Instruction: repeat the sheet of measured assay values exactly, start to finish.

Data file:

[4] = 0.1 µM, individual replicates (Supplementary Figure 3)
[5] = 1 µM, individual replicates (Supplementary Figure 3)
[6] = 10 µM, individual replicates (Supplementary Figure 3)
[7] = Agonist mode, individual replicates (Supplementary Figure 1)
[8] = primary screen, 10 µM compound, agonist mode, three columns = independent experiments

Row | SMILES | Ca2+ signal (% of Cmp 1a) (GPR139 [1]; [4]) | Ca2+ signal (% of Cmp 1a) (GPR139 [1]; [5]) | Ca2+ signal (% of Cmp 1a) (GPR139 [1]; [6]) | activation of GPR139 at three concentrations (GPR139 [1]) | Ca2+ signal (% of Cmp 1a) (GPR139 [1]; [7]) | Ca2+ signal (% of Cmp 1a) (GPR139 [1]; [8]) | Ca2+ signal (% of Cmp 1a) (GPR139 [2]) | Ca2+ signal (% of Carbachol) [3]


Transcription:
[4] = 0.1 µM, individual replicates (Supplementary Figure 3)
[5] = 1 µM, individual replicates (Supplementary Figure 3)
[6] = 10 µM, individual replicates (Supplementary Figure 3)
[7] = Agonist mode, individual replicates (Supplementary Figure 1)
[8] = primary screen, 10 µM compound, agonist mode, three columns = independent experiments

Row | SMILES | Ca2+ signal (% of Cmp 1a) (GPR139 [1]; [4]) | Ca2+ signal (% of Cmp 1a) (GPR139 [1]; [5]) | Ca2+ signal (% of Cmp 1a) (GPR139 [1]; [6]) | activation of GPR139 at three concentrations (GPR139 [1]) | Ca2+ signal (% of Cmp 1a) (GPR139 [1]; [7]) | Ca2+ signal (% of Cmp 1a) (GPR139 [1]; [8]) | Ca2+ signal (% of Cmp 1a) (GPR139 [2]) | Ca2+ signal (% of Carbachol) [3]